Re: question regarding appropriateness of ESWTDr. Z on 2/27/05 at 21:17 (170094)
Feel free to join in at any time !!!!!
Re: question regarding appropriateness of ESWTEd Davis, DPM on 3/07/05 at 14:19 (170624)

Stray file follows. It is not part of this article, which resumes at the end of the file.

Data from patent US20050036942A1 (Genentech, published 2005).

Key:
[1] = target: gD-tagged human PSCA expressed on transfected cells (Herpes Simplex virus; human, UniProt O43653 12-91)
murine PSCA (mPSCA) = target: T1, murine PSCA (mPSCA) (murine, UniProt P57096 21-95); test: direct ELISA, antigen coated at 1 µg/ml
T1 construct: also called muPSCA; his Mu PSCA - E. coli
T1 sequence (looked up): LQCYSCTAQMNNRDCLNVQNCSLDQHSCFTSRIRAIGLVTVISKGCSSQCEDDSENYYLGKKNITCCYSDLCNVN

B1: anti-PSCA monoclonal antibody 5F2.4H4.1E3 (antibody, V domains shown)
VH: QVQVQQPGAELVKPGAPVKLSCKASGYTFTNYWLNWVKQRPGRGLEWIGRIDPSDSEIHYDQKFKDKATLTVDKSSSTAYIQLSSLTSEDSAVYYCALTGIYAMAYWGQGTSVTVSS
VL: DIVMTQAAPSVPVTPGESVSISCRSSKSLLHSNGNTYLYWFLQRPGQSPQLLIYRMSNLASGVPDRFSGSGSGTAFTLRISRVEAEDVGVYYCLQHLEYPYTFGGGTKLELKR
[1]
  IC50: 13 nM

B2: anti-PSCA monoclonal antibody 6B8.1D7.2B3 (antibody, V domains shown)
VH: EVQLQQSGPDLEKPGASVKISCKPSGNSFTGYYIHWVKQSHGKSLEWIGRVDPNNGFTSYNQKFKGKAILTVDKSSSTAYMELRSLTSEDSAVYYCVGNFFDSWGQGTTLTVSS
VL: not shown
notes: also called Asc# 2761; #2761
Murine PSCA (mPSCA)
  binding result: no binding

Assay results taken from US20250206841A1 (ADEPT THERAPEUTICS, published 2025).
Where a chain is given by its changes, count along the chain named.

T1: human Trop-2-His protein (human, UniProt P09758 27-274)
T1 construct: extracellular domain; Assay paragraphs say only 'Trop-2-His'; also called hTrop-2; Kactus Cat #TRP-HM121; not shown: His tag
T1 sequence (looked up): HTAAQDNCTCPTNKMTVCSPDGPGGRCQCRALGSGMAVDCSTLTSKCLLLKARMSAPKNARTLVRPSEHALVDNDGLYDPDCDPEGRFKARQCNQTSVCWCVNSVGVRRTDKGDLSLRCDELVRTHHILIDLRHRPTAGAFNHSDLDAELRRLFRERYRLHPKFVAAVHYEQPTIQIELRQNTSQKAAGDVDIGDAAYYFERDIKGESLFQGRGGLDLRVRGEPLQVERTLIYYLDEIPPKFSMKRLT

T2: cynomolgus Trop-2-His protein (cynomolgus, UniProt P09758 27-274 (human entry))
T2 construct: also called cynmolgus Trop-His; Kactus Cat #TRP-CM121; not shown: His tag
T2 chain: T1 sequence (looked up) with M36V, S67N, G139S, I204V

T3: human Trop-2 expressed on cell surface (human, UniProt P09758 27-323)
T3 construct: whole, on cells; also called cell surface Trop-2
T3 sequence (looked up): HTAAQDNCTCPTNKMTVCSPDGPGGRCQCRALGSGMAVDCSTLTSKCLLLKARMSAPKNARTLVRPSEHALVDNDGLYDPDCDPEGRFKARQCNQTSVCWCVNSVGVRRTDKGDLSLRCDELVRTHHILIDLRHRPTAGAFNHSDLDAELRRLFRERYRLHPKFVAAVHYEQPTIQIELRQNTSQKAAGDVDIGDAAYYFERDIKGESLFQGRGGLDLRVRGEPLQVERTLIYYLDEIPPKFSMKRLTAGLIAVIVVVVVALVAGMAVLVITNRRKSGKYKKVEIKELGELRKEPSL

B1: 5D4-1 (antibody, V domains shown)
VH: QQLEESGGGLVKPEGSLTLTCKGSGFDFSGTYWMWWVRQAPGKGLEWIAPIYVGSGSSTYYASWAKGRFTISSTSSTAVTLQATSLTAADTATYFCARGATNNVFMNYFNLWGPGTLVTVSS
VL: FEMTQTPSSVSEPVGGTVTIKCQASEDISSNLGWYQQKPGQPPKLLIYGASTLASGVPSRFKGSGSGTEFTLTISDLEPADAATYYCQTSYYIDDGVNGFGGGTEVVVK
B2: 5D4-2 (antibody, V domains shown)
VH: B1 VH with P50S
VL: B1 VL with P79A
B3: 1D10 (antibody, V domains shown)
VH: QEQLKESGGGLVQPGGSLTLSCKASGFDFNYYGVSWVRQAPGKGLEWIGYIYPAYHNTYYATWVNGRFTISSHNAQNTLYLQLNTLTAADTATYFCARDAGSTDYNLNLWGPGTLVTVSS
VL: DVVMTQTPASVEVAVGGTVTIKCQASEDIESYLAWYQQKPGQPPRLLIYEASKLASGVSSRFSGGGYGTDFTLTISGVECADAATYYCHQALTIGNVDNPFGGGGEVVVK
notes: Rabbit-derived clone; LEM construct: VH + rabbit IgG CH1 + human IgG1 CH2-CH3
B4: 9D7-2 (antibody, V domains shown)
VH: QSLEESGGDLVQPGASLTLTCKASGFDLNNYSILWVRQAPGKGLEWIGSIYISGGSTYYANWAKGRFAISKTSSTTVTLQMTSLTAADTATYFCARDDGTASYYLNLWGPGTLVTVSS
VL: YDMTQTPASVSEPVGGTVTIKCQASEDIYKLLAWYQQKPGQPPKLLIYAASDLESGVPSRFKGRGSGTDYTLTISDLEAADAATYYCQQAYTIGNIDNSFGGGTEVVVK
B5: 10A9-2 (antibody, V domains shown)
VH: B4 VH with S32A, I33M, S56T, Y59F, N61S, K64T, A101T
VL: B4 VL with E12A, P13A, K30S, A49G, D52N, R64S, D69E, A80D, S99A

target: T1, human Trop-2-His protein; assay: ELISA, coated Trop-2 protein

Techincal difficulties pervent us from doing so but a more logical crtierion for when to use ESWT should be based on tissue quality. The only measuring device that gives us a fair picture is sonography -- looking at plantar fascial thickness. Nevertheless, I feel that after a few years I can take a fairly educated guess, looking at sonograms on those people who have a tissue quality problem. Sonograms are cost effect enough to be the right tool but the learning curve (to really glean all relevant information) is a bit steep. I look at plantar fascial thickness but also at fiber orientation (normallly aligned vs. random) and look at things like hypoechogenicity, a sign of tissue breakdown often associated with lack of parallel fiber orientation. Perhaps a small 'corps' of musculoskeletal ultrasasound specialists could be trained but that may be prevented by turf battles.